The boat ride was amazing, and wonderfully relaxing. We went down a side river that never gets any traffic for some reason, and saw turtles and birds and old civil war bridges, and life was ridiculously good. I adored the feeling of my hand trailing in the water, my eyes closed, and the wind against my face and body. Yum yum.

Afterwards, we relaxed at home for a while, then went over to Scott’s friends’ property, about 45 minutes away in the mountains. There, I got to take pictures, and we took a walk around the mountain property, with it’s random cabin and outhouse and porch. We had brought the four little dogs they own with us, and they were ridiculously cute. Afterwards, two of Scott’s friends showed up, and we all sat around on the porch of the little cabin they had built with their own hands, had a few beers, and talked about everything and nothing. It was ridiculously simple, and absolutely amazing. If I could explain it, I guess it would only take away it’s beauty, but let me tell you… all in all, one of the best days I’ve ever had. ๐Ÿ™‚

Smoky Mountain National Park

Today was a wonderful driving day. Occasionally it became haphazard and awkward, but overall I really enjoyed my time by myself, in my car. It had been a while (about 9 days) since I had been on the road, so it was long enough that I could appreciate it again.

I said my goodbyes to Doug and Lisa this morning (okay fine early afternoon) and it was really bittersweet, because on one hand I was really happy and honored to have gotten to know them so well, but on the other hand I literally had to tear myself away. But it was time – time to move on, time to meet new people and see new things.

So in the spirit of seeing new things, apparently, I drove directly back the way I had came a week earlier, heading back to Cherokee. Haha – oh well, it was still a beautiful drive. I was actually really happy to drive it again. In fact, my favorite part of the day was very unexpected, and completely based on a whim. I was driving all the curvy roads, when I saw this abandoned farm-like place on the side of the road. I remember seeing it on my way to Georgia, and wishing I had stopped to take a picture. Well, this time I did exactly that, in abundance. I pulled over on a side street, walked down into the property, and took about 300 pictures (in fact, in total today I took around 800 photos!). The location was just so inspiring – everything was deserted, there was broken glass and boxes in one building, and bird’s nests and farm equipment in another… it was really a photography heaven. I’m hoping to get the chance to edit some of the pictures tomorrow and post them; I’m really excited about that.

Of course, that threw me off course by about an hour, so by the time I arrive in Cherokee, I was well behind schedule. I entered the Smoky Mountain National Forest, and before I knew it I had to start pulling over to take pictures, since everything was breath-takingly gorgeous. I stopped at the old Mill, and at a couple of the lookouts, and then did the hike up to Clingman’s Dome, where I stayed until the sun set.

Which, naturally, threw me more off course (that, and the adorable baby bear that was on the side of the road), and all that made me even later to arrive at my final destination .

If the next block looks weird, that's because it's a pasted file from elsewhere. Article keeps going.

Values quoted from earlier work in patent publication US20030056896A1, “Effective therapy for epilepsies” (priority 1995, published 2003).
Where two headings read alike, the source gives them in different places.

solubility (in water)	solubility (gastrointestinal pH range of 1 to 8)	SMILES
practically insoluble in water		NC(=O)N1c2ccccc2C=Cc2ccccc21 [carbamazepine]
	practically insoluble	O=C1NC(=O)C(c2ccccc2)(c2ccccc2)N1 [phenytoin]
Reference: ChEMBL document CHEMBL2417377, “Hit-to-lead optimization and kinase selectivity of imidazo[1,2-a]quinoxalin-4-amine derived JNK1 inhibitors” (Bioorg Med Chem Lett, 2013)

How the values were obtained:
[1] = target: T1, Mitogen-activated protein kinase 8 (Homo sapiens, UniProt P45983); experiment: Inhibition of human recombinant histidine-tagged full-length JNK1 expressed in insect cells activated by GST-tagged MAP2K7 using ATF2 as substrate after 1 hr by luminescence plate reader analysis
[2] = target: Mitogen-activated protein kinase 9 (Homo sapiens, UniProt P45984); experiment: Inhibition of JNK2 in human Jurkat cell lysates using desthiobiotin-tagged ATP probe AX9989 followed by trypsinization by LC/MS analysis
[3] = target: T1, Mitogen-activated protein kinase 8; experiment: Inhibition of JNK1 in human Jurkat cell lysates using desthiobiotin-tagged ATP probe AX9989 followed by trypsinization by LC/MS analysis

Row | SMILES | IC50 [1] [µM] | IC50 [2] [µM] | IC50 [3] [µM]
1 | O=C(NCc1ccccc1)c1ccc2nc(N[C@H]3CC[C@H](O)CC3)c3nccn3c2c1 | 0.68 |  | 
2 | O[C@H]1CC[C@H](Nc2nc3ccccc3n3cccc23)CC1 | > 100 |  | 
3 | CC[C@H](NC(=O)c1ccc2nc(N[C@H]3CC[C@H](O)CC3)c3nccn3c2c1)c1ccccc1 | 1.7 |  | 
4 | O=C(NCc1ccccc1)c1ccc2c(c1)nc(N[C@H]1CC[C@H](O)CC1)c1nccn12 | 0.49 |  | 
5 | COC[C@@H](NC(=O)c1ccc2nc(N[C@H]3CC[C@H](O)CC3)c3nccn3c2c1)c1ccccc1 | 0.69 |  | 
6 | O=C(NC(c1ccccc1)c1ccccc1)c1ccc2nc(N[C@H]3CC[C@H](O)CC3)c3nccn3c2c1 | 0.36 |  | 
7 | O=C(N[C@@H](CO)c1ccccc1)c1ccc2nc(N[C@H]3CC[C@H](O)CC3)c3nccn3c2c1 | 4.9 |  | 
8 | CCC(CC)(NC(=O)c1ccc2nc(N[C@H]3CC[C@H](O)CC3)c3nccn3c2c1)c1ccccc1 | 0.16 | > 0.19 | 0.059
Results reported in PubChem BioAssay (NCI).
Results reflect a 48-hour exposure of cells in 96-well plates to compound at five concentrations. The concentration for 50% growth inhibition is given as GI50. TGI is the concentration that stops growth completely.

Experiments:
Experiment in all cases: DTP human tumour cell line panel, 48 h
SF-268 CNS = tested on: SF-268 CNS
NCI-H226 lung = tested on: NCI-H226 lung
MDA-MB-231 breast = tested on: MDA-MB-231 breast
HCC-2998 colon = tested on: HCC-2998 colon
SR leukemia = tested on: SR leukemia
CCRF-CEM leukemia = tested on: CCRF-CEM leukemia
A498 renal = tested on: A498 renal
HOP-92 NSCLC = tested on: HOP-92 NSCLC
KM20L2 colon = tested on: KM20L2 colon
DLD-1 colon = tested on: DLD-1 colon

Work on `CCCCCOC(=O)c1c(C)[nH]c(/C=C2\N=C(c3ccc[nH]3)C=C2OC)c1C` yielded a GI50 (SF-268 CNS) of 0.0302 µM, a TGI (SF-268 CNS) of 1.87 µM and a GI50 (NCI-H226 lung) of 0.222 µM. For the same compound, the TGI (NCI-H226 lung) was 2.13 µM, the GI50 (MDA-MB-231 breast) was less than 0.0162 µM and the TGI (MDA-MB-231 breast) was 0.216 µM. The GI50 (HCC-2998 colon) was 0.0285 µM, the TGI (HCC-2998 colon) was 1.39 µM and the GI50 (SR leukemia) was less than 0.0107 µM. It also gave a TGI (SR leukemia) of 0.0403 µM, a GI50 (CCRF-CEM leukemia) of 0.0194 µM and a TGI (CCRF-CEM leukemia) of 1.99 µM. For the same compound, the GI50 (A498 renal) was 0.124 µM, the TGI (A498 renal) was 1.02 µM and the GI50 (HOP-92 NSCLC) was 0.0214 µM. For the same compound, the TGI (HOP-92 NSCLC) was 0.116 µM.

Which is where I am now – in Knoxville, Tennessee.

On my way here, I drove through Gatlinburg and Pigeon Forge, which were ghastly, haha. But more than that – it was the unbelievable way you enter into Gatlinburg. One moment I’m driving through beautiful bendy roads of light and trees and tunnels, and the next I’m bombarded with neon lights and fast-food restaurants. It was the STRANGEST thing – at first I was sure I was hallucinating, but alas, it was real. It was a like a mini, hick-filled Vegas. Oddest thing. And the worst part is I felt this incredible, morbid fascination with the entire place. In fact, I almost pulled over and decided to spend the night, but I kept myself strong and kept driving. But I’m telling you, I want to go back – the perversion of it all, the bright lights and tacky storefronts… oh man, it was unlike anything I’ve ever seen. I couldn’t believe that this was Tennessee.

But here I am now, in Knoxville, with Scott and his wife. I arrived later than anticipated (around 10:30), but Scott welcomed me so kindly; in fact, they both did, and we instantly started having fantastic conversation. Scott and I spent the last couple hours talking, about this and that, and it was great. I think, so far, my favorite part of this trip has been the fantastic conversations. How I have longed for profound, intelligent, humorous conversation -with people who are passionate and inspired and open-minded, and poets at heart. ๐Ÿ™‚ It’s been wonderful. And I’ve had a beautiful fill of such conversations, and such people lately.

Which reminds me – as I was driving the last stretch of road into Knoxville, I had serious heart-pangs about leaving Ellijay. More than anything, I wanted to be sitting in my bed there, on my computer, listening to doo-wop and drinking sweet tea, and knowing in the morning Lisa and Doug and the deer would be there… but alas, I had to move forward. Regardless, it was bittersweet to miss something so acutely. It’s been a long time since something was that wonderful enough to miss.

Tomorrow? Well, I guess it involves a little boat, and traveling to the Gulf of Mexico.

But Scott might have been joking about that.